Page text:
Spring 2020 - CMNS 848 G100

Communication and Global Social Justice (5)

Class Number: 4763

Delivery Method: In Person


  • Course Times + Location:

    Tu 1:30 PM – 5:20 PM
    HCC 3122, Vancouver



Examines communicative responses to transforming global communications systems and shifting structures of global economic and cultural power. Considers how communicators and producers of knowledge and culture interact with and produce these systems and structures and the implications of these processes for social justice. Note: Priority will be given to students enrolled in Global Communication Double MA Degree program. Students with credit for CMNS 858 (Special Topics: CMNS & Global Social Justice) in Spring 2014 & Spring 2015 may not take this course for further credit.


How do we narrate a nation and what it stands for? In his opening sentence to A fair country: Telling the truth about Canada (2008), Canadian philosopher John Ralston Saul’s writes “A dancer who describes himself as a singer will do neither well, [and] to insist on describing ourselves as something we are not is to embrace existential illiteracy.” Saul tackles the complicated relationship between the Crown and the Aboriginal peoples of Canada and critiques the state and its institutions--specifically how they have failed to make social justice the cornerstone of social policy and governance. Even though Canada’s narration revolves around expressions of peace, order and good governance, Saul points to the dissonance between narrative and practice.

In this course we will pay close attention to the role of narrative and communication in struggles for equality, spanning the local to the global. We will begin by exploring our role as advocates and our own notions of social justice. You will have the opportunity to select and champion a cause by learning to develop an argument in an op-ed. You will learn how to deliver a persuasive speech to create momentum for change. In your final project you will develop an intervention strategy to tackle a social justice issue of your choosing. In the process you will learn about right-wing critiques of social justice alongside interventionist postcolonial, multicultural, feminist, and queer theories.


  • Seminar Attendance and Participation (Individual) 20%
  • Social Justice Quilt: Understanding our Community (Class, in tutorial) 10%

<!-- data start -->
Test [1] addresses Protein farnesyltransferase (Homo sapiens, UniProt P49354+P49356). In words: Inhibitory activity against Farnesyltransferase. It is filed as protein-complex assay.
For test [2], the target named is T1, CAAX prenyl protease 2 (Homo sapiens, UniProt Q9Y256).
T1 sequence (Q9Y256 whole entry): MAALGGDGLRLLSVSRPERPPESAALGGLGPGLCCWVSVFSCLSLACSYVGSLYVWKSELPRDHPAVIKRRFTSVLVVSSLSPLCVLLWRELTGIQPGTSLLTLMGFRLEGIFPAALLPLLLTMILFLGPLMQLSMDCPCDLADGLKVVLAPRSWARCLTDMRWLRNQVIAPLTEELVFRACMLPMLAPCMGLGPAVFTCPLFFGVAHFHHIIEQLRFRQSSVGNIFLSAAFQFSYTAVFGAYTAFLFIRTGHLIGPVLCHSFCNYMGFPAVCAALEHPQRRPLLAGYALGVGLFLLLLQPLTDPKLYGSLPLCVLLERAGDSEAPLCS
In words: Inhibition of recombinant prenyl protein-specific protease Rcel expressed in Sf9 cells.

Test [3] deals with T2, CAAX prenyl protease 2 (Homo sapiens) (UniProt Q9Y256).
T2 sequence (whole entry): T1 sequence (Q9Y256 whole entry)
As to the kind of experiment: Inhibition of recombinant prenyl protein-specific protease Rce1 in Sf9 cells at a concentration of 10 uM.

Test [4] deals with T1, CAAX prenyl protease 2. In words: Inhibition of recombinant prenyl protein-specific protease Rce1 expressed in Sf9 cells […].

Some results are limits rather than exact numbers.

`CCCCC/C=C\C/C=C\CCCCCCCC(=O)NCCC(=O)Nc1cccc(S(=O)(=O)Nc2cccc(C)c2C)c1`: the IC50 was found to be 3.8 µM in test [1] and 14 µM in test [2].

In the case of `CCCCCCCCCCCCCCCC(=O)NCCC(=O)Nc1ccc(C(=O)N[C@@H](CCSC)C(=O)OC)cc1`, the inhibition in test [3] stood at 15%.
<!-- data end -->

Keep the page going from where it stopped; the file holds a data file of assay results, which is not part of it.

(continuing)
• Social Justice Paper: Understanding Myself as an Advocate (Individual) 15%
  • Social Justice Op Ed: Understanding the Power of Opinion (Individual) 15%
  • Social Justice Speech: Understanding why Voice Matters (Individual) 15%
  • Social Justice Project: Understanding the Power of Intervention (Group) 15%
  • Social Justice Presentation: Understanding the Power of a Pitch (Group) 10%



Chapters from the following books will be available as e-texts on Canvas:

Cahill, D., Cooper, M., Konings, M., & Primrose, D. (Eds.). (2018). The SAGE handbook of  neoliberalism. Sage.

Calder, G. (Ed.) (2018). Handbook on Global Social Justice. Cheltenham: Edward Elgar Publishing.

Couldry, N. (2010). Why voice matters: Culture and politics after neoliberalism. Sage.

Jansen, S., Pooley, J., & Taub-Pervizpour, L. (Eds.). (2011). Media and social justice. Springer.

Padovani, C., & Calabrese, A. (Eds.). (2014). Communication rights and social justice: Historical   accounts of transnational mobilizations. Springer.

Additional articles will be available on Canvas.

Graduate Studies Notes:

Important dates and deadlines for graduate students are found here: http://www.sfu.ca/dean-gradstudies/current/important_dates/guidelines.html. The deadline to drop a course with a 100% refund is the end of week 2. The deadline to drop with no notation on your transcript is the end of week 3.

Registrar Notes:

SFU’s Academic Integrity web site http://www.sfu.ca/students/academicintegrity.html is filled with information on what is meant by academic dishonesty, where you can find resources to help with your studies and the consequences of cheating.  Check out the site for more information and videos that help explain the issues in plain English.

Each student is responsible for his or her conduct as it affects the University community.  Academic dishonesty, in whatever form, is ultimately destructive of the values of the University. Furthermore, it is unfair and discouraging to the majority of students who pursue their studies honestly. Scholarly integrity is required of all members of the University. http://www.sfu.ca/policies/gazette/student/s10-01.html